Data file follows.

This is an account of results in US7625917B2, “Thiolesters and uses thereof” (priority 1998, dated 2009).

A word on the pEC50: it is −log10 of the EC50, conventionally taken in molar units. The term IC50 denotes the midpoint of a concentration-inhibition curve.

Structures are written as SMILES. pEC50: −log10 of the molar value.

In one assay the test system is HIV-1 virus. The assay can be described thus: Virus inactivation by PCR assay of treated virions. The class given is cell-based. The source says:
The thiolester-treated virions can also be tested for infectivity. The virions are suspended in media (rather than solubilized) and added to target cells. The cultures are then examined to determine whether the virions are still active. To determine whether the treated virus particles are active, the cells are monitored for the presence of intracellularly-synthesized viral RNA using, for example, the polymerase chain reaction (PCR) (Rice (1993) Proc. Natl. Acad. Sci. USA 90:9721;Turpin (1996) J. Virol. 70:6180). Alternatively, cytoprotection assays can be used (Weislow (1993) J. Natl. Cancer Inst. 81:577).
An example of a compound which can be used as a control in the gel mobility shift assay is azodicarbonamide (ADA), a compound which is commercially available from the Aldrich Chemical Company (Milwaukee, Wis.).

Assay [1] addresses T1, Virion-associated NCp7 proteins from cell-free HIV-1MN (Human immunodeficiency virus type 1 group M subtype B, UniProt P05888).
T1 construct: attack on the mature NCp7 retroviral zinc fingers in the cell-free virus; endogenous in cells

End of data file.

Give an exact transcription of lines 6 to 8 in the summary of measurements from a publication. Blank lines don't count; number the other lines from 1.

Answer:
An example of a compound which can be used as a control in the gel mobility shift assay is azodicarbonamide (ADA), a compound which is commercially available from the Aldrich Chemical Company (Milwaukee, Wis.).

Assay [1] addresses T1, Virion-associated NCp7 proteins from cell-free HIV-1MN (Human immunodeficiency virus type 1 group M subtype B, UniProt P05888).
T1 construct: attack on the mature NCp7 retroviral zinc fingers in the cell-free virus; endogenous in cells